Under a full main and a working jib, the boat experienced no difficulty. It does heel over—then digs in and stays there. “It hangs tough,” is Clint Pearson’s expression. This initial tenderness—almost too strong a term for the 15 or 20 degrees of heel—belies its ultimate stability. We’ve heard of few knockdowns of Bristol 27s, even among those who routinely go offshore.
Gusts caused the boat to dig in a bit further and to round up slightly on its own; the stronger the wind, the higher it pointed. Except for a hint of weather helm caused by the relatively large main and small foretriangle—no problem for an afternoon sail but potentially tiring on a longer passage—the boat handled easily on all points of sail. The sensation of excessive helm is easily solved by a reef in the main or the use of a larger jib; with a 150-percent genoa, the owner of our test boat said the Bristol 27 balances perfectly. Despite the boat’s bulk and the extra windage created by the stepped cabin, the boat is nimble, tacking neatly and jibing with hardly a jar. The overall feeling is one of solidity, not stodginess.
Down below, the traditional styling (one owner rein ferred to it as “old-fashioned”) continues, with lessroom than you’d expect to find on a newer, beamier 27-footer. Here one can be grateful for the raised cabin top that provides plenty of standing headroom in the main cabin. There’s a fiberglass liner that hides the overhead, but just enough Philippine mahogany in the trim and bulkheads for warmth. The one sour note is some jarring 60s-style coloring— mustard or pea-green—for the laminated plastic veneers. Four fixed ports in the main cabin, four smaller ports in the head and forward cabin (one opening in each), and a translucent forward hatch provide lots of light. Some owners we know have added a Dorade vent farther forward, over the chain locker, for extra ventilation.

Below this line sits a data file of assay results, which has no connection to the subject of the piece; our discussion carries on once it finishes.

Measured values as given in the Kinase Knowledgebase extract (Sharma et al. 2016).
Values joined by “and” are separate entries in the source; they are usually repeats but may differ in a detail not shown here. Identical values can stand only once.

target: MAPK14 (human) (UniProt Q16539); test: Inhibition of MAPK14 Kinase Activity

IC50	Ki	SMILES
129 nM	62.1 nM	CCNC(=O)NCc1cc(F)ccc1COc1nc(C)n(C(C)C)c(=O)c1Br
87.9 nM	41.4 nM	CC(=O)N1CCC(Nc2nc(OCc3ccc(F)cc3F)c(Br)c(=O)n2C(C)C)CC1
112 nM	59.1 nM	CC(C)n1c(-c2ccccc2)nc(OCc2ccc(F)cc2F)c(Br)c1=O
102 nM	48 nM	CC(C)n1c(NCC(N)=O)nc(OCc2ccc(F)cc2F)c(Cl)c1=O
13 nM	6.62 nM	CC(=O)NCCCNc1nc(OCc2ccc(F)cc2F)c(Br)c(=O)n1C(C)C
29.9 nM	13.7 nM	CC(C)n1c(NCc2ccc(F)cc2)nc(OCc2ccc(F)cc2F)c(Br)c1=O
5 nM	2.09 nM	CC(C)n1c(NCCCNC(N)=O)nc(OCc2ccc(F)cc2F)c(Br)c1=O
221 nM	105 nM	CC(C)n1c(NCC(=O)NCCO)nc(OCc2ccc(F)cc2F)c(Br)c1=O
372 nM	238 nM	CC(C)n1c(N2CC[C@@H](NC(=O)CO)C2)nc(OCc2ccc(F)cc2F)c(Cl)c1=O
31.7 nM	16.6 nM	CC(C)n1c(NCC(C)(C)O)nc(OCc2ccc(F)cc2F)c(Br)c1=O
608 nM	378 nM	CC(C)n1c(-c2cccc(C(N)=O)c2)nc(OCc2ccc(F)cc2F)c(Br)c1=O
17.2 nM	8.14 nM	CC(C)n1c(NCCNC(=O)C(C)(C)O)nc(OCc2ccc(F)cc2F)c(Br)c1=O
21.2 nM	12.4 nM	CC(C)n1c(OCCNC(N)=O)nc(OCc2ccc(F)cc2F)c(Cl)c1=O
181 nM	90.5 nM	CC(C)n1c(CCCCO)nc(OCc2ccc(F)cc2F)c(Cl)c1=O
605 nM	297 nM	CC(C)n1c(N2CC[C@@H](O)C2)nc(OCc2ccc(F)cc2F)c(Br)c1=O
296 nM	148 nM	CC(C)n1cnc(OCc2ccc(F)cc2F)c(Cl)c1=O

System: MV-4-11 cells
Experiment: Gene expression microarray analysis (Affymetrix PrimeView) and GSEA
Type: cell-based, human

The dinette model has a swiveling table to port that can be removed to convert the settee to a double berth. A compact galley lines the starboard side of the main cabin. The galley includes an ice box, a sink and a two-burner alcohol stove. Several owners said they have replaced the original pressurized version with the safer Swedish-made Origo, which fits the space exactly. The alternative cruising model has a second transom berth in place of the galley, with the galley components installed along the aft bulkhead on either side of the companionway. (The dinette model has a starboard quarter berth aft of the galley.) There is ample storage space, including a hanging locker.
Inboard engine access is simple—either open a hatch below the companionway or remove the steps completely. The cruising models have an enclosed head forward of the port berth, with 5' 10" of headroom, and two 6' 6"Êforward berths (the rare weekender model has 6' 7" V-berths). On deck, there are several storage options—port and starboard lockers and a roomy lazarette aft of the tiller. The interior might be a bit snug, but Bristol Yachts managed to fit in the basics. It’s definitely a Plain Jane below, but this is one area where owners can easily customize to suit their taste.
If you are looking for seaworthiness and stability in a small cruiser, and if you don’t mind a traditional interior that foregoes someÊof the elbow spaceÊof abeamier boat, the Bristol 27 is worth considering. Given its structural soundness—these boats will bearound for some time—and given its modest price in today’s soft market, we’d rate it an exceptional value for a used boat. Keep in mind, however, that it’s a small cruiser—roomy enough for a couple, and possibly a child or two, but slightly cramped down below and in the cockpit for four adults.
The Bristol 27 sold originally for a base price of about $13,000, increasing to $18,400 by 1976, and held its value well until the most recent drastic falloff in used boat prices.